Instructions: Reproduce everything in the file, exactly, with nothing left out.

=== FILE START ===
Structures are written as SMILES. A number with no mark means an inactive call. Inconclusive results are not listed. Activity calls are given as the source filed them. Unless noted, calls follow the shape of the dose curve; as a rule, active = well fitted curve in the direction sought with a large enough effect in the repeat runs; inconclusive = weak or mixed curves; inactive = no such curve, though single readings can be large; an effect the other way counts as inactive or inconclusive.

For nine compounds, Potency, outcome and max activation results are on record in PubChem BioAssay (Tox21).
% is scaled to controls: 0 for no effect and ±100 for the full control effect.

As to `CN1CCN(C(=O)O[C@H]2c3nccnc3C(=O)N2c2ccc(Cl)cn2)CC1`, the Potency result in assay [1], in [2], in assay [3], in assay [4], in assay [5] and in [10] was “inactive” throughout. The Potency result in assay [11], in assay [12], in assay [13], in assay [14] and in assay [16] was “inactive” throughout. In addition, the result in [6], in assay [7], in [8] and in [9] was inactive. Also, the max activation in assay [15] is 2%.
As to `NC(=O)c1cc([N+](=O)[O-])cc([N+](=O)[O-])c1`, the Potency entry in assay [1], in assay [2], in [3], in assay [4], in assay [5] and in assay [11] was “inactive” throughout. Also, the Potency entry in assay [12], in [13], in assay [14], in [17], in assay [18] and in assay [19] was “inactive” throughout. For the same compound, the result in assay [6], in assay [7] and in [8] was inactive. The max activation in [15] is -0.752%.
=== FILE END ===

Structures are written as SMILES. A number with no mark means an inactive call. Inconclusive results are not listed. Activity calls are given as the source filed them. Unless noted, calls follow the shape of the dose curve; as a rule, active = well fitted curve in the direction sought with a large enough effect in the repeat runs; inconclusive = weak or mixed curves; inactive = no such curve, though single readings can be large; an effect the other way counts as inactive or inconclusive.

For nine compounds, Potency, outcome and max activation results are on record in PubChem BioAssay (Tox21).
% is scaled to controls: 0 for no effect and ±100 for the full control effect.

As to `CN1CCN(C(=O)O[C@H]2c3nccnc3C(=O)N2c2ccc(Cl)cn2)CC1`, the Potency result in assay [1], in [2], in assay [3], in assay [4], in assay [5] and in [10] was “inactive” throughout. The Potency result in assay [11], in assay [12], in assay [13], in assay [14] and in assay [16] was “inactive” throughout. In addition, the result in [6], in assay [7], in [8] and in [9] was inactive. Also, the max activation in assay [15] is 2%.
As to `NC(=O)c1cc([N+](=O)[O-])cc([N+](=O)[O-])c1`, the Potency entry in assay [1], in assay [2], in [3], in assay [4], in assay [5] and in assay [11] was “inactive” throughout. Also, the Potency entry in assay [12], in [13], in assay [14], in [17], in assay [18] and in assay [19] was “inactive” throughout. For the same compound, the result in assay [6], in assay [7] and in [8] was inactive. The max activation in [15] is -0.752%.